If those descriptors hit a cord, consider your thyroid function may be suboptimal. The thyroid gland is the “master control gland” that is located at the base of your throat. It has its hand in all functions of the body as it controls metabolism of every single one of our cells.
When the thyroid is overactive, it’s termed hyperthyroidism and the resulting symptoms are that of rapid metabolism: hot body temperature, high blood pressure, fast pulse, racing thoughts, nervousness, insomnia, diarrhea or loose stool and difficulty putting on weight (wouldn’t that be nice!).
More commonly though, hypothyroidism, or an underactive thyroid, is the typical presentation when the thyroid has malfunctioned. Some common hypothyroid symptoms are:
- Low body temperature
- Slow pulse
- Dry skin
- Weight gain
- Frequent headaches
- Dry, thinning hair
- Fatigue and muscle weakness
- Depression, memory loss
- High cholesterol
The most common cause of hypothyroidism in North America is an autoimmune attack on the thyroid gland, Hashimoto’s disease. We can see this on lab tests as an increase in antibodies that are attacking our vital gland. When autoimmunity is to blame, naturopathic doctors will not only support the thyroid gland but will use nutritional and supplemental support such as vitamin D, fish oil and sterols and sterolins (plant compounds) to modulate the hyperactive immune system and “quench the fire”. In many cases hypothyroidism can be well controlled with diet, lifestyle and supplements.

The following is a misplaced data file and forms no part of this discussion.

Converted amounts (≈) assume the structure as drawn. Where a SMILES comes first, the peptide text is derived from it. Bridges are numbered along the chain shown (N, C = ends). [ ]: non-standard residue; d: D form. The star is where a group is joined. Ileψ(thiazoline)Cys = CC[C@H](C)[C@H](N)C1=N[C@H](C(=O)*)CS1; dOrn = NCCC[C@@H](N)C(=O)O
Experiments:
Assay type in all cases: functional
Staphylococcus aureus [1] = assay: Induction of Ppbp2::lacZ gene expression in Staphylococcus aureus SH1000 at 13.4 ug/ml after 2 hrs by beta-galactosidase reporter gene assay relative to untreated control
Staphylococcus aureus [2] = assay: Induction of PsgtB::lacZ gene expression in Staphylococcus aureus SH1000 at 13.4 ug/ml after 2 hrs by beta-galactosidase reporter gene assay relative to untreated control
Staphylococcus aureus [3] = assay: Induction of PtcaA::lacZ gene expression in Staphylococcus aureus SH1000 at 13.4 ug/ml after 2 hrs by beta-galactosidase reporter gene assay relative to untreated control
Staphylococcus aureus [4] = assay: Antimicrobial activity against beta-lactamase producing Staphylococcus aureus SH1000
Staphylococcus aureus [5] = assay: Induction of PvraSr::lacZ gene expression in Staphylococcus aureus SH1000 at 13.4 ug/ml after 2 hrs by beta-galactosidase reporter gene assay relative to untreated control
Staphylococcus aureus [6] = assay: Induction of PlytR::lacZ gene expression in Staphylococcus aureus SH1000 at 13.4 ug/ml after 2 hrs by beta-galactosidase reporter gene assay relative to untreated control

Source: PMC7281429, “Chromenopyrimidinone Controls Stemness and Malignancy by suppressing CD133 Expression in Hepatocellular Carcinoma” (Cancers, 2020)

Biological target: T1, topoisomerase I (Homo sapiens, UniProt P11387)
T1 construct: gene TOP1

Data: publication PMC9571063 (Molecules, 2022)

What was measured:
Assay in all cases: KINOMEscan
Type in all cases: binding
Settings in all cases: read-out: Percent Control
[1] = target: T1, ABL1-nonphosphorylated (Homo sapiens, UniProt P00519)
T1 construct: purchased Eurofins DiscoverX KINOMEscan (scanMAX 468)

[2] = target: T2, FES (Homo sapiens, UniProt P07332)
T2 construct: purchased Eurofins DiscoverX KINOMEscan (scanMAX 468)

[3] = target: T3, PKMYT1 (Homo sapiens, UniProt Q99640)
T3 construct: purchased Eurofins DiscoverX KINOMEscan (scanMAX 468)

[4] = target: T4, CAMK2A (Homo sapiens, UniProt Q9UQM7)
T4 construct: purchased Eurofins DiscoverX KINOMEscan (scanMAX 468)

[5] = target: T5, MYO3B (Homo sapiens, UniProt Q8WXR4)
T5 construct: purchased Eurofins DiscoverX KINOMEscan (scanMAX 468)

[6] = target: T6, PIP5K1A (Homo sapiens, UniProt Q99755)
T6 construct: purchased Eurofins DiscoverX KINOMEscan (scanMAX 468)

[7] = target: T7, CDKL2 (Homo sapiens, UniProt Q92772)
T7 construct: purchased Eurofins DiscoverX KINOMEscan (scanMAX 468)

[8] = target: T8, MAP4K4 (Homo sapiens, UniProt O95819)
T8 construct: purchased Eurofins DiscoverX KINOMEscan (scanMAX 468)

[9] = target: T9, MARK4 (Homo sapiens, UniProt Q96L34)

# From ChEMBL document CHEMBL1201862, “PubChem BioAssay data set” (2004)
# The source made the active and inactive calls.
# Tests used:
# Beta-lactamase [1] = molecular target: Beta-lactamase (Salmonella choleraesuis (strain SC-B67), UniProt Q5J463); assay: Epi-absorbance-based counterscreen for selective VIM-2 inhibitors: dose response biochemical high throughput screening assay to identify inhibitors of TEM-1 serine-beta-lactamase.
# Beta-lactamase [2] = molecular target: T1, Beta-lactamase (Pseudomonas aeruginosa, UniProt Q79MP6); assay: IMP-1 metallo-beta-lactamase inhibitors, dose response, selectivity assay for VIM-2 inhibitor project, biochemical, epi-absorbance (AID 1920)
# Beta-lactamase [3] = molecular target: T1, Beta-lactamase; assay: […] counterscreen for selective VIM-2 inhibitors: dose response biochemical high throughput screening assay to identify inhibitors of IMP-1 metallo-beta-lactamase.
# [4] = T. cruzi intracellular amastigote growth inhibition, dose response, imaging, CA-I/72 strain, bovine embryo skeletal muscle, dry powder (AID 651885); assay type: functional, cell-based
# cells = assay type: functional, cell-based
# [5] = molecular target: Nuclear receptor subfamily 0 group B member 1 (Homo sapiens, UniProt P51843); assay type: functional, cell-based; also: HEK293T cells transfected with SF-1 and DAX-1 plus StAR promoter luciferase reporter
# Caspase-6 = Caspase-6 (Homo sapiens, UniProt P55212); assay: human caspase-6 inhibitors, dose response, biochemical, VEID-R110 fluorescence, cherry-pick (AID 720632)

Physicians use a blood marker called TSH (thyroid stimulating hormone) to screen for thyroid imbalance. However, this test can be inaccurate, not accounting for subtle shifts in thyroid health. Patients may be experiencing all the hypothyroid symptoms but their blood tests are still normal. The thyroid can then easily be overlooked, but it’s important to realize that often this scenario requires further investigation. An excellent resource on this subject is Datis Kharrazian’s book Why Do I Still Have Thyroid Symptoms? When My Lab Tests Are Normal.
Simple steps you can do now to keep your thyroid functioning optimally:
- Detox regularly. The liver plays a major role in the conversion of inactive thyroid hormone (T4) to active thyroid hormone (T3) and also metabolizes other hormones such as estrogen and cortisol. High estrogen and cortisol can impede thyroid function.
- Eat seaweed. Dried, seasoned seaweed can be added to soups and salads and ensures the body gets its daily dose of iodine, a nutrient required in thyroid hormone production.
- Remove food sensitivities. Foods such as dairy and wheat that we eat on a regular (shall I say constant) basis tend to cause immune reactions over time. When the immune system is upregulated and inappropriately mounting an attack against foods like dairy and wheat, it is more likely to turn the tables and start attacking self-tissue as well. A susceptible tissue is the thyroid gland. Studies have linked gluten intolerance with Hashimoto’s disease, and patients with an autoimmune thyroid condition will often dramatically improve on a gluten-free diet.
- Ensure you’re getting the proper nutrients through a healthy diet. In particular, selenium, iron and zinc are essential cofactors in thyroid function. A free online program such as www.FitDay.com is an excellent tool to input several days’ worth of meals and find out how your nutrient status stacks up.
To re-create your happiest, healthiest self, ensure you’re doing everything you can to support a healthy thyroid!
Why Thyroid Patients Can Find Themselves with Low Levels of Iron, B12, Vitamin D, and More (Stop the Thyroid Madness!)